1) Why is it important to detect early warning signs of substance abuse in teenagers?
Substance use and abuse during adolescence can have permanent consequences. The adolescent brain is still developing, particularly in the areas involved in decision-making, impulse-control, judgment, and risk-assessment. Substance use can significantly alter the structure of the brain and interfere with the development of these important functions, leading to more at-risk behavior throughout life.
2) What should parents do if they believe their teen may be using?
Parents need to trust their instincts. If they feel something is wrong, they need to honor that feeling and take proactive steps. First and foremost, they need to communicate with their teen. If substance use is suspected, drug testing is highly recommended. Teens with little to hide are usually willing to participate. However, resistance to these tests could indicate use and/or abuse. Parents should coordinate with one another when addressing the situation, as a teen can sense discord between parents and use it to his or her advantage. The first step is to consult with a credentialed professional working with adolescents and substance abuse. Private mental health specialists and treatment programs often provide free, confidential assessments.
3) What substances are commonly used by teenagers?
Alcohol, marijuana, and tobacco use are the most common among teenagers. A 2010 government study found that 29% of 10 th graders had engaged in drinking behavior, and 30% had used marijuana in the last month. Teenagers have reported access to, and use of, other substances, such as cold medications, inhalants, depressants (barbiturates, benzo-diazepines), stimulants (amphetamines, cocaine, methamphetamine), narcotics (Oxycontin, Vicodin, morphine, codeine), hallucinogens (LSD, mushrooms), dissociative anesthetics (PCP, ketamine), and club drugs (ecstasy, MDMA).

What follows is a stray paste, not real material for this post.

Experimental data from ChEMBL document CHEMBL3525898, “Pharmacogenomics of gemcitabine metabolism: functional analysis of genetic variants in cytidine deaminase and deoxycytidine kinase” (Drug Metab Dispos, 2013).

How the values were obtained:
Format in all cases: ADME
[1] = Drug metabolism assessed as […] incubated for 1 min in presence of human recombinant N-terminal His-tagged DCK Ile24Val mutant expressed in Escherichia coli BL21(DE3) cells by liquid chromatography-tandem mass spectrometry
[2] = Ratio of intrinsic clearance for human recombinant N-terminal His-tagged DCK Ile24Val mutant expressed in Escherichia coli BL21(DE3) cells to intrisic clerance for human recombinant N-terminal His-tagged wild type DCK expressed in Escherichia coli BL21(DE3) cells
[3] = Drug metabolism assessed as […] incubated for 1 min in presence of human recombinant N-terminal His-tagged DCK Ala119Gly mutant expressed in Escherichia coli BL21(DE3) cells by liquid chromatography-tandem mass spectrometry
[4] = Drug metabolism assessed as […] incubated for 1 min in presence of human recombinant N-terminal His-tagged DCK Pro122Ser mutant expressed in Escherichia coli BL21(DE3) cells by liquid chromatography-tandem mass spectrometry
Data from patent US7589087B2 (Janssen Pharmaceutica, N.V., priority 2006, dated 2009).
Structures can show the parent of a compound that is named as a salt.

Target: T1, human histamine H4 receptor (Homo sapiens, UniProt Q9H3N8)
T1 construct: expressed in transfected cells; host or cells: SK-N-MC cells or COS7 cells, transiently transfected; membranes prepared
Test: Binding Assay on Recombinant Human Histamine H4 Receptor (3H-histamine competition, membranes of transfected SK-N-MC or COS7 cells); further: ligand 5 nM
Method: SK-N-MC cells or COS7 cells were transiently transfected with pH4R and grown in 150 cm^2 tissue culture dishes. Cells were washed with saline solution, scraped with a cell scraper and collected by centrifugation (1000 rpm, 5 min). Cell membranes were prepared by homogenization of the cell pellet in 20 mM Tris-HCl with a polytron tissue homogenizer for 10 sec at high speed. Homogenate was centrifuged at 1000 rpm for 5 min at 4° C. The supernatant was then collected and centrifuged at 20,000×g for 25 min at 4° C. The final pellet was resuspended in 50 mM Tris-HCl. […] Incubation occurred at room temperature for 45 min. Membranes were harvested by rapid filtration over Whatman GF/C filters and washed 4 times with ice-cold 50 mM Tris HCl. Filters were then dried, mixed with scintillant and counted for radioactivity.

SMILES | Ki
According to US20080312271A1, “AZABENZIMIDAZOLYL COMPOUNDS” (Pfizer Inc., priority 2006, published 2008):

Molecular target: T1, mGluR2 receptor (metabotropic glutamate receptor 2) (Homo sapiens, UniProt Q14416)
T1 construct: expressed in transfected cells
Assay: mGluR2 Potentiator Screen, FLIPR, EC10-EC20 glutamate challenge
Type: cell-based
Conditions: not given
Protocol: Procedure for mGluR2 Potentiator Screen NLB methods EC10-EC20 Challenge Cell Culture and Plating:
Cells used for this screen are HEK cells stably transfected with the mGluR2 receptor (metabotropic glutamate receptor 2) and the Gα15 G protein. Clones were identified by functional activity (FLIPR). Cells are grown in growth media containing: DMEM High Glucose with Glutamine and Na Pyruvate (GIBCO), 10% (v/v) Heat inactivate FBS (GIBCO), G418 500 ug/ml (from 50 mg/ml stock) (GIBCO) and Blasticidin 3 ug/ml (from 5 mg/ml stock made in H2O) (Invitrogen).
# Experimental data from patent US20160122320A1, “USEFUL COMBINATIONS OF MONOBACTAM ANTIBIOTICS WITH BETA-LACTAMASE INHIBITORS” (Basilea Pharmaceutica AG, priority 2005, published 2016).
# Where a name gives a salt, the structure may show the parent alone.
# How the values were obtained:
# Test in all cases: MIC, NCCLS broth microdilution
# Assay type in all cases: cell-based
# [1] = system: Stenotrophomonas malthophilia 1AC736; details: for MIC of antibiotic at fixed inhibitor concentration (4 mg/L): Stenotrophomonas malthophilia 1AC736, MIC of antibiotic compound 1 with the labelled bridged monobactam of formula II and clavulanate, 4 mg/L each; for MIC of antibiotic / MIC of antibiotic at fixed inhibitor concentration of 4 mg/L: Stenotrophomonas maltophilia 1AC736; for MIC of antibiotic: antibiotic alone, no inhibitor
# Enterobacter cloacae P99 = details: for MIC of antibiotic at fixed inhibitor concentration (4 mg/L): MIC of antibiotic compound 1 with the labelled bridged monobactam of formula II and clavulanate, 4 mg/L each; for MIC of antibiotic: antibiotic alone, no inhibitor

5) What is SUD?
Substance Use Disorder is characterized not by the quantity and frequency of substance use, but by the consequences it has on the user's career/education, friend and family relationships, and health. Because of the accessibility of drugs and alcohol to teenagers, many teenagers may experiment with these substances, and use does not necessarily lead to abuse. However, an addict is rarely able to recognize when he or she has crossed the line.
6) What are some common warning signs of drug and alcohol abuse?
It is not always obvious that a teenager has begun to develop a drug or alcohol addiction. However, there are many indicators to watch out for:
- Physical indicators: bloodshot eyes, dilated/contracted pupils, deterioration of personal appearance, impaired coordination and speech, tremors, and unusual smells on breath, body, and clothes (especially smoke).
- Psychological indicators: sudden mood swings, irritability, unexplained changes in personality, lack of motivation, periods of unusual hyperactivity, and paranoia/anxiety.
- Behavioral indicators: drop in performance and attendance at school, unexplained financial problems, unusual secretiveness, unwillingness to communicate or cooperate, loss of inhibitions, sudden change in friend group, hobbies, and hangouts, and unwillingness to discuss new friends and activities.
- Health indicators: frequent nosebleeds, runny nose not caused by allergies or cold, sores and/or spots around mouth, queasiness, vomiting, and sudden dramatic weight loss or gain.
- Possession of paraphernalia: items may include: eye drops, matches, lighters, rolling papers, pipes, multiple pill bottles, make-shift tourniquets, needles, and mirrors (used for drugs that are snorted, will usually have powdery residue on the surface).